The UPU accord is what makes it possible for snail mail and packages to seamlessly cross the globe, integrated with the postal systems of 192 countries -- just about all the countries there are. It's an amazing survivor of global upheaval -- and something the United States has been in on since its origins. From Wikipedia:
The UPU set the rules for international mail: a uniform rate to send a letter anywhere in the world; foreign mail should receive equal treatment with domestic mail; and each country's postal system would retain payments it took in for international postage.
It's a truism that trade and travel were more globalized before World War I than until the 1990s. But through carnage and upheaval, the birth and death of nations, and vast technological changes, the UPU survived the 20th century; postal systems continued to deliver the mail. In the late 1940s, the UPU became part of the United Nations.
So, why is the Trump administration threatening to throw us back into the mid-1800s, forced to negotiate separate individual agreements with every country in the world if commerce and communication by mail are to continue? Yes, there are inequities in the system as it has evolved. The current rates for packages were set in 1969 when China was a developing country, not an e-commerce powerhouse. Mail from China and many other countries is cheaper than the equivalent rates shippers in the United States pay.
But grown up countries don't threaten to take their marbles, kick over the game, and go home when they think fairness requires renegotiation of the rules. That's especially true when the game benefits even the players who are protesting unfairness.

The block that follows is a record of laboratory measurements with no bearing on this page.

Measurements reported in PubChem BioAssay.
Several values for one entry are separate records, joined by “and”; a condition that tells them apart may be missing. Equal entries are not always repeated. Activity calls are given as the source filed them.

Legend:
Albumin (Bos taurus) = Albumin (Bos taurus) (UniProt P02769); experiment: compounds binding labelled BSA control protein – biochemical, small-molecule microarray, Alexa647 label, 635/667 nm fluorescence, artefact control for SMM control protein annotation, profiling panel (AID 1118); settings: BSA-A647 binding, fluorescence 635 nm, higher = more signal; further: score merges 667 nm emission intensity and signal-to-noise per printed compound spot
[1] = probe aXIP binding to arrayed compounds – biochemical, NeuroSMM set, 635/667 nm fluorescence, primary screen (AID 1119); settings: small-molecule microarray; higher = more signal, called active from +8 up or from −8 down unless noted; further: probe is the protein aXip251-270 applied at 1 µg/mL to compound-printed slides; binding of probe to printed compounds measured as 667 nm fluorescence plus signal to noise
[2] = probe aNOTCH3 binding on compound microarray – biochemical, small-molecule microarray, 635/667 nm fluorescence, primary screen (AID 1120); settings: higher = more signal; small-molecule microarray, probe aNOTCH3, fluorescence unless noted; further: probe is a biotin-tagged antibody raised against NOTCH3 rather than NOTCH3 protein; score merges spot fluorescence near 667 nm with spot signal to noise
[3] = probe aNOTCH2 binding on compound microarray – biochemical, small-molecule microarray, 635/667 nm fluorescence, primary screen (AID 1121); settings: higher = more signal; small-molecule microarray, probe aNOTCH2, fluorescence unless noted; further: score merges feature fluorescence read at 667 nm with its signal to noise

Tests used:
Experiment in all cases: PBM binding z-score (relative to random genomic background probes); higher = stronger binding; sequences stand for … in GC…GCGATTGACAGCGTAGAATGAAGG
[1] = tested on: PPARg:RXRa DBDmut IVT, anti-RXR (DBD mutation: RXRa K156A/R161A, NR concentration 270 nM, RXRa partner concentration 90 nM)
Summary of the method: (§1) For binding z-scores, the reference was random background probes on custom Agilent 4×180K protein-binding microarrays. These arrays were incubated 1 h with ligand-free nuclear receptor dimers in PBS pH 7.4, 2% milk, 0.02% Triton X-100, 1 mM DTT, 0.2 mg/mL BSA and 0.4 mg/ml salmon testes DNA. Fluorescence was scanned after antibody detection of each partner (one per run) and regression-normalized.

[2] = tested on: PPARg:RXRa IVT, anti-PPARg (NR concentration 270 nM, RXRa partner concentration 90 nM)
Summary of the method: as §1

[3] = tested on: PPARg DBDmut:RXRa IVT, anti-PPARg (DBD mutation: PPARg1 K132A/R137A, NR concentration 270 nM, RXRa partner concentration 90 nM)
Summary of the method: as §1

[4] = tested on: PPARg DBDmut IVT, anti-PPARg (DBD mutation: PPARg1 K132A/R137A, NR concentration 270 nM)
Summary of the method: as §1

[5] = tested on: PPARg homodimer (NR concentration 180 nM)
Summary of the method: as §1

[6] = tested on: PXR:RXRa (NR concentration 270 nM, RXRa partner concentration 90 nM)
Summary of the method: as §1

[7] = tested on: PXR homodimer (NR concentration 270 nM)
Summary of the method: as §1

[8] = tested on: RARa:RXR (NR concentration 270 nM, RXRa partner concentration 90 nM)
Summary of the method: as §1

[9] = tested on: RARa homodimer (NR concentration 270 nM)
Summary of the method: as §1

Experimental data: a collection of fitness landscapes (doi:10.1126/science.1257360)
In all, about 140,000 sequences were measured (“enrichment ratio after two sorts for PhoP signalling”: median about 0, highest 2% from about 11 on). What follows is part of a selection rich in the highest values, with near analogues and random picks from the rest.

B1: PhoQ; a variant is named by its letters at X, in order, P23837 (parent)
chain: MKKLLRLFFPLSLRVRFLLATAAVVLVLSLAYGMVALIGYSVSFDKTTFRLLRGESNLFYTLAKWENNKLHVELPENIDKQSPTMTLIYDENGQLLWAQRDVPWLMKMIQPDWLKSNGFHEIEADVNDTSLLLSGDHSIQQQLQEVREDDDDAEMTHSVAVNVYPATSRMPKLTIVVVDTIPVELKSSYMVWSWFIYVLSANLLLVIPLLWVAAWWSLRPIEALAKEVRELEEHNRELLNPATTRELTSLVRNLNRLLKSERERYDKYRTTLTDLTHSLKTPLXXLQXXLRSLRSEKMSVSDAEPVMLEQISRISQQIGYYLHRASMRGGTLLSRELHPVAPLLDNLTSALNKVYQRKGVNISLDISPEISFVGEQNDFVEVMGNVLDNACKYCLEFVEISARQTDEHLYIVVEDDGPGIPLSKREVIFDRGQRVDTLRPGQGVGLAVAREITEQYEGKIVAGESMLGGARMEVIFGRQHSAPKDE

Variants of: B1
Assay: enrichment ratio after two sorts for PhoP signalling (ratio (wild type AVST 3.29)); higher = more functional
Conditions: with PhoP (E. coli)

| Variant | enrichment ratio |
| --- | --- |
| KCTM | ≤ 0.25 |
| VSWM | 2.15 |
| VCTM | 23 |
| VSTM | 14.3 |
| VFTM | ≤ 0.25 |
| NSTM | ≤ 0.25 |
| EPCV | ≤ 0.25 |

Peter Yeo of the UN Foundation writing at The Hill explains:
Anticipated harms from withdrawal would include undermining the international system through which the U.S. monitors packages suspected of bringing opioids into the country and might impede mailings of absentee ballots to U.S. citizens voting from abroad. In short -- more idiotic smashing of what doesn't need to be broken.
Nowadays, we more often collect stamps in our passports than from mailed letters. (And under the Schengen system, Europeans have foregone even the passport stamps.) But those international postal stamps played (and still play) a good role in alerting isolated Americans to the existence of a big world.
Mr. Trump behaves like a petulant infant as a grown man -- was he ever capable of wide-eyed wonder at the expanse of the world as child? Seems unlikely.
Okay, I'll revert to not thinking about Trump. Better to work to shove him off the stage.
UPDATE: On September 25 U.S. negotiators reached a deal to keep the UPU intact, while raising rates for delivery of Chinese packages. Why are I surprised when a U.S. trade deal actually is finalized? There haven't been many under this bombastic administration.